- Sample: Select a collection of items to use as your training set.
- Train: Classify each item in the training set using someone knowledgeable on the topic.
- Build: Use Nuix to build a model.
- Repeat: Repeat the above steps until the model returns results that are accurate enough for your needs.
- Apply: Apply the model to the rest of the items in the collection.
Nuix provides a variety of methodologies to create a training set of sample documents.
- Random: Nuix randomly selects a percentage of items as part of the sample set.
- Seeded: Use the Nuix Query Syntax to select a more focused group of documents.
- Putting it all together: Nuix randomly samples cluster pivot documents and unclustered items to ensure a high level of uniqueness in the training set.
For each auto-classification model, a human reviewer makes a binary decision (true/false or match/not match) for each item, which makes it possible to gauge the accuracy of the model.
Nuix looks at the coding decisions for various items, analyzes each item’s content, removes any items that don’t have sufficient text for a proper analysis, and creates the model.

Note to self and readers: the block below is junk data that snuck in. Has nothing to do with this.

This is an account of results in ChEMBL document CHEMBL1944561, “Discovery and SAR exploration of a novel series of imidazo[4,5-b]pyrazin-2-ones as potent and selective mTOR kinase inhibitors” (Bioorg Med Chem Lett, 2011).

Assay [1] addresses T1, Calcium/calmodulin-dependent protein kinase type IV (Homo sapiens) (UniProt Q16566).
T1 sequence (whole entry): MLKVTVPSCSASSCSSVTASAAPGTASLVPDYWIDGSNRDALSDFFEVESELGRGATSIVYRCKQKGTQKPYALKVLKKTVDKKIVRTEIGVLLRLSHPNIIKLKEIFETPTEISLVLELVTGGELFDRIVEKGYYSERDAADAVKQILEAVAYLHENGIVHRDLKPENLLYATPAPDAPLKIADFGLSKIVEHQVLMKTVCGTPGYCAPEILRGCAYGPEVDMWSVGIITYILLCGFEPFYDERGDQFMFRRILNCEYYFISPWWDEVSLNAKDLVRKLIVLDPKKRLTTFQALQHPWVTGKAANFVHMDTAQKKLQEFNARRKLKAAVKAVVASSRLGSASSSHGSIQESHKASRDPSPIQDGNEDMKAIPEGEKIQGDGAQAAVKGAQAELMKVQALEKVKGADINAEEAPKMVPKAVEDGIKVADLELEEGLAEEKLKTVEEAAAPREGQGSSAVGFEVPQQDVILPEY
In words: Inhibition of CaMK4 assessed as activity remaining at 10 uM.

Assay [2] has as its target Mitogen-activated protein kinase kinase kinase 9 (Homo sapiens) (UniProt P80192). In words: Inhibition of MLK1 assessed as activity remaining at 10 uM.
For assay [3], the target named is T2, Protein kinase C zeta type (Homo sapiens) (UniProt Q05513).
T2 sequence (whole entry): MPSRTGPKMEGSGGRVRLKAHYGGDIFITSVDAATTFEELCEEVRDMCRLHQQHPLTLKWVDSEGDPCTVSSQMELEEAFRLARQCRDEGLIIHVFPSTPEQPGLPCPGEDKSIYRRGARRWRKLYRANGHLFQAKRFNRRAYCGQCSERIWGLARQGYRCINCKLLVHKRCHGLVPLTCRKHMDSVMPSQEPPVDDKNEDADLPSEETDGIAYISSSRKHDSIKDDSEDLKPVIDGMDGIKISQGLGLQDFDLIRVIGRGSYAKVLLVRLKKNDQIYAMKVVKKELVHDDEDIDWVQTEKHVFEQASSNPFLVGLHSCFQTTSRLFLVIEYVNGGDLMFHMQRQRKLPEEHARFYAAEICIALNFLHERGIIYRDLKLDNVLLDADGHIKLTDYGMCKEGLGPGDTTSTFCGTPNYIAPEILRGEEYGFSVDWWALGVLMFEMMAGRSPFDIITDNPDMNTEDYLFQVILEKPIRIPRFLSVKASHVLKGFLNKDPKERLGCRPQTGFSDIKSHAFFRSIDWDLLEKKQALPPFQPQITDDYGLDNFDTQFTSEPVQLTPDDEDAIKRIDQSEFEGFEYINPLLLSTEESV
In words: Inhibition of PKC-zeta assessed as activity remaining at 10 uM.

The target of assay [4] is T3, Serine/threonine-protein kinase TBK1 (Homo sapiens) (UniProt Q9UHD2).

Nuix then presents the results of the model as an industry-standard confusion matrix with the precision and recall scores for the model.
Repeat the training process until the model has achieved the required precision and recall results. If you are using auto-classification to guide a process or suggest a tag, you may not need high precision and recall scores. If you’re not submitting the results as evidence, you probably won’t need to worry about extreme precision.
Select the rest of the items in the collection and select the Automatically Classify Items option. Nuix will use the model you built to evaluate each item and classify it as either matching not matching the model.
What is it good for?
Pre-tag documents as part of a litigation support workflow